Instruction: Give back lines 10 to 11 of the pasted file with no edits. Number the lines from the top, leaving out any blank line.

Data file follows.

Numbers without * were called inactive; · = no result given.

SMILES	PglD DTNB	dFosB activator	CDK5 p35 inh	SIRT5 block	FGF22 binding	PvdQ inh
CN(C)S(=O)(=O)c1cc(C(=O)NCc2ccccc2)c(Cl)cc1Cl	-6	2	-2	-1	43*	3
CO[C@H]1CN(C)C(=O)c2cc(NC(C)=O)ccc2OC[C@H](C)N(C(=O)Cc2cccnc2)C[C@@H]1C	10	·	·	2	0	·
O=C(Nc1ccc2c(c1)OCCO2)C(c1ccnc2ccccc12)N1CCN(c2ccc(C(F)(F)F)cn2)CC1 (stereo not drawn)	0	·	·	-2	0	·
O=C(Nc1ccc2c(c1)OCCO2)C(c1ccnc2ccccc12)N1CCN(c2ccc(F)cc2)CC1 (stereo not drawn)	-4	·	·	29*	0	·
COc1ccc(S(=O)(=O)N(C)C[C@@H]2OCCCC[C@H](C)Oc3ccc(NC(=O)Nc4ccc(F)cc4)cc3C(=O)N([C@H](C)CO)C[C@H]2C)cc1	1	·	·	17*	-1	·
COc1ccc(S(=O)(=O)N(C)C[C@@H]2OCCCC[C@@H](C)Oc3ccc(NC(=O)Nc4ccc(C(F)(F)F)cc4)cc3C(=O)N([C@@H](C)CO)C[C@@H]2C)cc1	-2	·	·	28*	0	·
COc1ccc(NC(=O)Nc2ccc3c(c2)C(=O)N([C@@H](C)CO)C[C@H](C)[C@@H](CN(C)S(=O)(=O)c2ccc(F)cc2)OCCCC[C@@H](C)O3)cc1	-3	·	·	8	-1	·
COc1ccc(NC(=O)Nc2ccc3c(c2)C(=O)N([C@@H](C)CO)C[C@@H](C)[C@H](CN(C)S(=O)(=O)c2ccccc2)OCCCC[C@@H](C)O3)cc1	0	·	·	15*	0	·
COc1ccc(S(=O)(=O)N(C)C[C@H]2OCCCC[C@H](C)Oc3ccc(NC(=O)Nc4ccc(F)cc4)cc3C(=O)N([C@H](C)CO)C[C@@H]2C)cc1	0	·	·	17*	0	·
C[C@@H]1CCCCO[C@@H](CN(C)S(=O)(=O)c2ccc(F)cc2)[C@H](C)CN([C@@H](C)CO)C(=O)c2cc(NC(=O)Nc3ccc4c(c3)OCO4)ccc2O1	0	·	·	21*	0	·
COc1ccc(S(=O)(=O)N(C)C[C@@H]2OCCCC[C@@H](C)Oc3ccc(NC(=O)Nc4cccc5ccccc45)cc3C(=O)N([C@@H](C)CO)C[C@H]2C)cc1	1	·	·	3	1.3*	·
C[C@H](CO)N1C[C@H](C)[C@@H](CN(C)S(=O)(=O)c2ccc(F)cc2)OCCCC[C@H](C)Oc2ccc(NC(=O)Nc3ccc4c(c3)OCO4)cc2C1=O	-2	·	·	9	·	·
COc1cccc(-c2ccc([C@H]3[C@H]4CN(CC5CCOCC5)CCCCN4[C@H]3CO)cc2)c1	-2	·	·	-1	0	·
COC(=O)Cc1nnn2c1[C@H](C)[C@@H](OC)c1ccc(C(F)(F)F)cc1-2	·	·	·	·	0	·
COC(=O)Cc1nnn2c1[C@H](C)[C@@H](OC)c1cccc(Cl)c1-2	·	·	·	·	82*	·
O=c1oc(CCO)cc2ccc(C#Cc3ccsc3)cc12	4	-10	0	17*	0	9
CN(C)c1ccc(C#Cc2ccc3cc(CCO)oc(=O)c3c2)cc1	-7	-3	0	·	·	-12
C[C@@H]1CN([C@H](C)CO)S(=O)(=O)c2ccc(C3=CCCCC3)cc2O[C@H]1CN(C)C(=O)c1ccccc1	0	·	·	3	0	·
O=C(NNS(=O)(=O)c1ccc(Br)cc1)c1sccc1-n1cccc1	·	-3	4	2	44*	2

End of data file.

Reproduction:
COc1ccc(NC(=O)Nc2ccc3c(c2)C(=O)N([C@@H](C)CO)C[C@@H](C)[C@H](CN(C)S(=O)(=O)c2ccccc2)OCCCC[C@@H](C)O3)cc1	0	·	·	15*	0	·
COc1ccc(S(=O)(=O)N(C)C[C@H]2OCCCC[C@H](C)Oc3ccc(NC(=O)Nc4ccc(F)cc4)cc3C(=O)N([C@H](C)CO)C[C@@H]2C)cc1	0	·	·	17*	0	·